Saudi Arabia’s economy continued to shrink in the third quarter, as the country reels from the pandemic-hit oil sector.

The Saudi Arabian economy shrank 4.6% in the third quarter, marking the economies fifth straight quarter of contraction. The latest data showed that the economy rebounded slightly from the 7% slump in the previous quarter but was marked by declines in both the oil and non-oil sectors.

The negative growth originated mainly from the contraction in the oil sector by 8.2% and a negative growth rate of 2.1% recorded in the non-oil sector,” the General Authority for Statistics said on Thursday about the third quarter data.

The pandemic has hit the world’s largest oil exporter hard

Saudi Arabia is now facing its worst economic decline in decades as the Covid-19 pandemic has curbed global crude demand. Saudi Arabia is the world’s largest oil exporter, therefore reduced demand has had a huge impact on its economy as a whole.

The oil economy itself fell 8.2%, the biggest drop since at least the start of 2011, when Bloomberg began compiling such data. The country pumped an average of 8.8 million barrels a day between July and September, down from 9.3 million in the previous quarter and 9.4 million a year earlier.

In addition to reduced demand, Brent crude prices have also suffered since the outbreak of the pandemic. While Brent crude has risen to about $51 a barrel since the cuts started, the global benchmark is still down 22% this year, which has had an impact on revenues for oil producers.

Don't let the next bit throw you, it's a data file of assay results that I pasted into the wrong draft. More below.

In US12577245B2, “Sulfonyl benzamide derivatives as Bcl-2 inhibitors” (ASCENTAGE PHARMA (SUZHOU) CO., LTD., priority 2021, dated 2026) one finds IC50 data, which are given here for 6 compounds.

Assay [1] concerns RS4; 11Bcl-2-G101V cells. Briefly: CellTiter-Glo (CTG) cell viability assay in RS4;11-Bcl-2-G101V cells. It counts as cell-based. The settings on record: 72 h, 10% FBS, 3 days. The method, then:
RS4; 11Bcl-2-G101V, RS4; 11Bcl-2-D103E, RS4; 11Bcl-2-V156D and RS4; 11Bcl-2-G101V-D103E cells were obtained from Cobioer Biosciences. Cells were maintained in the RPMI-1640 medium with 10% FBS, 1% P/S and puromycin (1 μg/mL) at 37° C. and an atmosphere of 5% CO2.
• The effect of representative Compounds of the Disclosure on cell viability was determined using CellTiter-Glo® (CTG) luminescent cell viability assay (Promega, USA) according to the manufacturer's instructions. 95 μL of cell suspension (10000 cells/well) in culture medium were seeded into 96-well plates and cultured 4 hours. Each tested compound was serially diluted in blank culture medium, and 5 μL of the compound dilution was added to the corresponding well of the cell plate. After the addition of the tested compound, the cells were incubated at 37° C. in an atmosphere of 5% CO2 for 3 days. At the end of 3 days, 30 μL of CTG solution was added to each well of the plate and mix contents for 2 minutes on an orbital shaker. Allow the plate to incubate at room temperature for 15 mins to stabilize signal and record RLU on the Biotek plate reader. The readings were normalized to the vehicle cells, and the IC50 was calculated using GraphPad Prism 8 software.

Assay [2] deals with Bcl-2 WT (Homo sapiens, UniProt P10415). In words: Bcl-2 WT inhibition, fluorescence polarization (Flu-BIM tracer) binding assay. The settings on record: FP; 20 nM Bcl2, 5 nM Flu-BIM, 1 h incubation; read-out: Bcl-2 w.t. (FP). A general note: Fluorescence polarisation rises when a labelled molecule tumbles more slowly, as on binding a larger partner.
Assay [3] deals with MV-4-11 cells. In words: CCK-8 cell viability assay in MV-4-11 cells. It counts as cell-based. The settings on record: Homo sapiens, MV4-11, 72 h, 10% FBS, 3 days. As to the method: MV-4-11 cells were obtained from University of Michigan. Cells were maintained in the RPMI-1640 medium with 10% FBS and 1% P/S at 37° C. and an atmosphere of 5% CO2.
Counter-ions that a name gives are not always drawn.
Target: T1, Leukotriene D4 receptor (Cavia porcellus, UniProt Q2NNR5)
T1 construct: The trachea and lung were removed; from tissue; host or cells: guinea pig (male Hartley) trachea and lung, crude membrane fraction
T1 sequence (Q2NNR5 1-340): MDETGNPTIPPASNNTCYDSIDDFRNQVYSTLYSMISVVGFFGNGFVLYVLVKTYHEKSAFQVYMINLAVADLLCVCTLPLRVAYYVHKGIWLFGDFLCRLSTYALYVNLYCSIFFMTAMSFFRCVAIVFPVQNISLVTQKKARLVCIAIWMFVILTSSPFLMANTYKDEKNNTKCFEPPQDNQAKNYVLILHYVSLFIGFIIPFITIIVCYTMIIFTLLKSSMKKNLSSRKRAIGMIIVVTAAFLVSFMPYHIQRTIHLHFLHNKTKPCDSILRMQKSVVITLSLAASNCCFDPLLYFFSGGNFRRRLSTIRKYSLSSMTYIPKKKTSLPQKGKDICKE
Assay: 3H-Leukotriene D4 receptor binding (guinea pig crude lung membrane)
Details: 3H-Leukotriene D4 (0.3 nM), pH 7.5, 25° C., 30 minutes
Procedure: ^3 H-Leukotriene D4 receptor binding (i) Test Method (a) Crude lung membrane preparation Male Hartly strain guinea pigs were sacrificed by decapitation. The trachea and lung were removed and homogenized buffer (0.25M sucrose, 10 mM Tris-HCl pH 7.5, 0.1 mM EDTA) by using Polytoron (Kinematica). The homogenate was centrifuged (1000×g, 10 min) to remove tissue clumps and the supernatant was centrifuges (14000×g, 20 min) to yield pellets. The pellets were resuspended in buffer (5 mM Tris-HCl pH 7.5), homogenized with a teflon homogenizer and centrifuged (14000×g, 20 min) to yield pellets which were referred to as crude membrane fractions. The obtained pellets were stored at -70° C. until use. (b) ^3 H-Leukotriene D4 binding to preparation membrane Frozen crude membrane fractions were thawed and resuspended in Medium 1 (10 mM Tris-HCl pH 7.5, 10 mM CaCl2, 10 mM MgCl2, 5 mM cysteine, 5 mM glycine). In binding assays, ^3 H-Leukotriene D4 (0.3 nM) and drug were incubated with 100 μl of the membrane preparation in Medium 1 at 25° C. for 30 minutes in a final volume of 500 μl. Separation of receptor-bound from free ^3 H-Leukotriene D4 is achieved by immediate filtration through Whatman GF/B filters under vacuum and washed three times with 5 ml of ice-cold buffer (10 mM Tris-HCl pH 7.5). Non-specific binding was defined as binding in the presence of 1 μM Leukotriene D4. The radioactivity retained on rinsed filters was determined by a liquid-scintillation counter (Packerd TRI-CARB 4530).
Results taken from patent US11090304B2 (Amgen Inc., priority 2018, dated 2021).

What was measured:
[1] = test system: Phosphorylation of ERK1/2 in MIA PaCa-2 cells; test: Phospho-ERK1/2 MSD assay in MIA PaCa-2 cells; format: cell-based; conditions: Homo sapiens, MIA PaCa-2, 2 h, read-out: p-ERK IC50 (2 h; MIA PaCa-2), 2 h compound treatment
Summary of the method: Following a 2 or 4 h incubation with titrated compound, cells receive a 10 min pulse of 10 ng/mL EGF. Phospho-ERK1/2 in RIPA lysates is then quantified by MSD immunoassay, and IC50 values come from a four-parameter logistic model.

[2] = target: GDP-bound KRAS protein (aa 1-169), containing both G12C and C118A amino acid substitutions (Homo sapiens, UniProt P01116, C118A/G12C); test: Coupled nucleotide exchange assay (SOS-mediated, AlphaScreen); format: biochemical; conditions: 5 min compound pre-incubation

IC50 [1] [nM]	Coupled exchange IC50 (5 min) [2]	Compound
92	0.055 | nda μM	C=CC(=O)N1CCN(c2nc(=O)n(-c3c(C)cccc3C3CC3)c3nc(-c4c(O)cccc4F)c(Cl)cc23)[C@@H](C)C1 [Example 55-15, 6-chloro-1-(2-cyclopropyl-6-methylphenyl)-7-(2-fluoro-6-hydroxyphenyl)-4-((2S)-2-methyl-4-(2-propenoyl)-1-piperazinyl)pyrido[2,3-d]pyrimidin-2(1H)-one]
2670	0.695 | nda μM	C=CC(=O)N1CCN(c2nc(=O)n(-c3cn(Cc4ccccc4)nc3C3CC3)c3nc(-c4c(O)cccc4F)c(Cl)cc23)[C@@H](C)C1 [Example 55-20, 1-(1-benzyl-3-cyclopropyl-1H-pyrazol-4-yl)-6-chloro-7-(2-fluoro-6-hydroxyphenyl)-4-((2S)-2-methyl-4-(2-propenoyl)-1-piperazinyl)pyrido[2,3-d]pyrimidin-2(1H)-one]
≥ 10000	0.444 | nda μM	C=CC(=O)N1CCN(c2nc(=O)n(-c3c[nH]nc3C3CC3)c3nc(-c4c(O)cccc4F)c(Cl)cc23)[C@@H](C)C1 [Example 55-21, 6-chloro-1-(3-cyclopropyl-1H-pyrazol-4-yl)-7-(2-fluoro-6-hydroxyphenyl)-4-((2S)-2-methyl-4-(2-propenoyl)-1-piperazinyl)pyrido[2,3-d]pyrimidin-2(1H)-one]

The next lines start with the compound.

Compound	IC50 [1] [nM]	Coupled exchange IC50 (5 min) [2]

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The country has attempted to diversify its economy in recent years

The Saudi Government has made attempts to diversify the country’s economy in recent years in order to reduce its reliance on oil. However, other sectors of the economy have still suffered amid the Covid-19 pandemic.

The government’s ‘Vision 2030’ plan to encourage investment in other sectors (real estate, financial sector and construction) to diversify revenues was paying off prior to the pandemic. In the first half of 2019, FDI inflows were $2.3bn, compared to $2.1bn during the same period in 2018.

Despite this, travel restrictions and lockdowns introduced to the curb the spread of the virus have had a terrible impact on the travel and tourism industry, which has had a knock on effect on other areas of the economy.

The private sector, the main focus in Crown Prince Mohammed bin Salman’s plans to diversify the economy away from oil, shrank by 3.1%, while the government sector grew by 0.5%, providing little relief to the economy as whole.